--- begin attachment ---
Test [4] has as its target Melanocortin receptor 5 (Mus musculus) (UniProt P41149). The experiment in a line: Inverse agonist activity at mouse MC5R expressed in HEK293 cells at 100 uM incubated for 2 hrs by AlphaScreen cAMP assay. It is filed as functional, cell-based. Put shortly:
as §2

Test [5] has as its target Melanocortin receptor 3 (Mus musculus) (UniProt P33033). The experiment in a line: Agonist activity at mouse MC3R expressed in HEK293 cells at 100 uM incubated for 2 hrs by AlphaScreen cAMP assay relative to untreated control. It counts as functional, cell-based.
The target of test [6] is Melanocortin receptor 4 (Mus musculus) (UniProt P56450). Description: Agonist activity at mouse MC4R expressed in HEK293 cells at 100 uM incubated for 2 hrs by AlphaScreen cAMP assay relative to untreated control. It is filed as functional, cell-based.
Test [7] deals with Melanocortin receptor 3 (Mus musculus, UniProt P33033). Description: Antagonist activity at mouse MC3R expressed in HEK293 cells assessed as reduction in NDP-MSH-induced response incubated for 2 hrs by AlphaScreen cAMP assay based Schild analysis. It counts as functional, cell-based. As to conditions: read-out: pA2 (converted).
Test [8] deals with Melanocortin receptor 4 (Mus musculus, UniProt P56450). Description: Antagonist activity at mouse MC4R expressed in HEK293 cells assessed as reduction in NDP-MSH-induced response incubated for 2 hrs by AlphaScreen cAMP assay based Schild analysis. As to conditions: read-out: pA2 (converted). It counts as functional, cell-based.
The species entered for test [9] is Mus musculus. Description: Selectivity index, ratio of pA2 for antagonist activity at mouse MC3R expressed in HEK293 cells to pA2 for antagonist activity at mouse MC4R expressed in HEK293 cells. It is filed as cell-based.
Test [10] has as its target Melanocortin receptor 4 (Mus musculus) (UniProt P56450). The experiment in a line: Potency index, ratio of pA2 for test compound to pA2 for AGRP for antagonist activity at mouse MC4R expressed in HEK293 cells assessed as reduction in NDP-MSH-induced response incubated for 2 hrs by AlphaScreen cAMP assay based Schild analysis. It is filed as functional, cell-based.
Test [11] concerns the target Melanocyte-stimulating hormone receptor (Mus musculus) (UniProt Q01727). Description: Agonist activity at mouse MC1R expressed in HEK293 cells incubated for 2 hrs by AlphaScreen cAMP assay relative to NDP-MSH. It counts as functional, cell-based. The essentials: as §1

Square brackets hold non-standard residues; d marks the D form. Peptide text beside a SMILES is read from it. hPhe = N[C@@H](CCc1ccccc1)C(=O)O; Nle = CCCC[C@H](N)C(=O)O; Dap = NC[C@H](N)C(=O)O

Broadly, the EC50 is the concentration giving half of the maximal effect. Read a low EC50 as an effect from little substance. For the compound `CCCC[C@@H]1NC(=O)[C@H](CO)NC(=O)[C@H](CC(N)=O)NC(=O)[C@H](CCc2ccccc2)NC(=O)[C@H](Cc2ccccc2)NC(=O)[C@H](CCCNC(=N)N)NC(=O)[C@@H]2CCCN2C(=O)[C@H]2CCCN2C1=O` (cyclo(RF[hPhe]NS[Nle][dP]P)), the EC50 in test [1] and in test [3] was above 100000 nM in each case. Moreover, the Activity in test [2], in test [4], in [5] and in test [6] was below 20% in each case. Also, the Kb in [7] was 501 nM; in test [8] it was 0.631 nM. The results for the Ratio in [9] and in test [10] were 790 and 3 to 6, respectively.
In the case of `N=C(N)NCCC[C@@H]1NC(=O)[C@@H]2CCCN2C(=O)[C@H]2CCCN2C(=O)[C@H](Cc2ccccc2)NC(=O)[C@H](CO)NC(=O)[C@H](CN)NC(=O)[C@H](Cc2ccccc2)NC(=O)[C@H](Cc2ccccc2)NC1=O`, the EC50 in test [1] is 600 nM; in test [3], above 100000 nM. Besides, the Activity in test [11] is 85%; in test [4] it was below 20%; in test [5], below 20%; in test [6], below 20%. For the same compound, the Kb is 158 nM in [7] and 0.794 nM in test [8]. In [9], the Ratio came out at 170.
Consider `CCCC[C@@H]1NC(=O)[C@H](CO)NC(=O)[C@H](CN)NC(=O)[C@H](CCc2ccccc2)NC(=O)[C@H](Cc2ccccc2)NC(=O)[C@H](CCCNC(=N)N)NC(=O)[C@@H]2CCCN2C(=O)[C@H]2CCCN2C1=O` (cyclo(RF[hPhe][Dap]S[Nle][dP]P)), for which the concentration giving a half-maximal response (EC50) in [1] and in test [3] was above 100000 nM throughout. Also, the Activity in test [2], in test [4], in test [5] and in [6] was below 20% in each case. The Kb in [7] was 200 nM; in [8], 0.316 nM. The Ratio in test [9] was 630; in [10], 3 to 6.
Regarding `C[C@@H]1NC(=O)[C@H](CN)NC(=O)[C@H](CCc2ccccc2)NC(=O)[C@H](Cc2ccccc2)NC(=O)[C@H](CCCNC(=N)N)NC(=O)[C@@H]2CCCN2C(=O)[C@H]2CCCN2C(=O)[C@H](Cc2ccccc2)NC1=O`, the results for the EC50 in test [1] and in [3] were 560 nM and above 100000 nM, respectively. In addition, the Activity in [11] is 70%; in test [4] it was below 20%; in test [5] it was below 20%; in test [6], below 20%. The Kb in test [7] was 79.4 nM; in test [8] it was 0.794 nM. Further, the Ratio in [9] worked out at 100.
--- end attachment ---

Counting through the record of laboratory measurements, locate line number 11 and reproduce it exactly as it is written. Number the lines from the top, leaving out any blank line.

Broadly, the EC50 is the concentration giving half of the maximal effect. Read a low EC50 as an effect from little substance. For the compound `CCCC[C@@H]1NC(=O)[C@H](CO)NC(=O)[C@H](CC(N)=O)NC(=O)[C@H](CCc2ccccc2)NC(=O)[C@H](Cc2ccccc2)NC(=O)[C@H](CCCNC(=N)N)NC(=O)[C@@H]2CCCN2C(=O)[C@H]2CCCN2C1=O` (cyclo(RF[hPhe]NS[Nle][dP]P)), the EC50 in test [1] and in test [3] was above 100000 nM in each case. Moreover, the Activity in test [2], in test [4], in [5] and in test [6] was below 20% in each case. Also, the Kb in [7] was 501 nM; in test [8] it was 0.631 nM. The results for the Ratio in [9] and in test [10] were 790 and 3 to 6, respectively.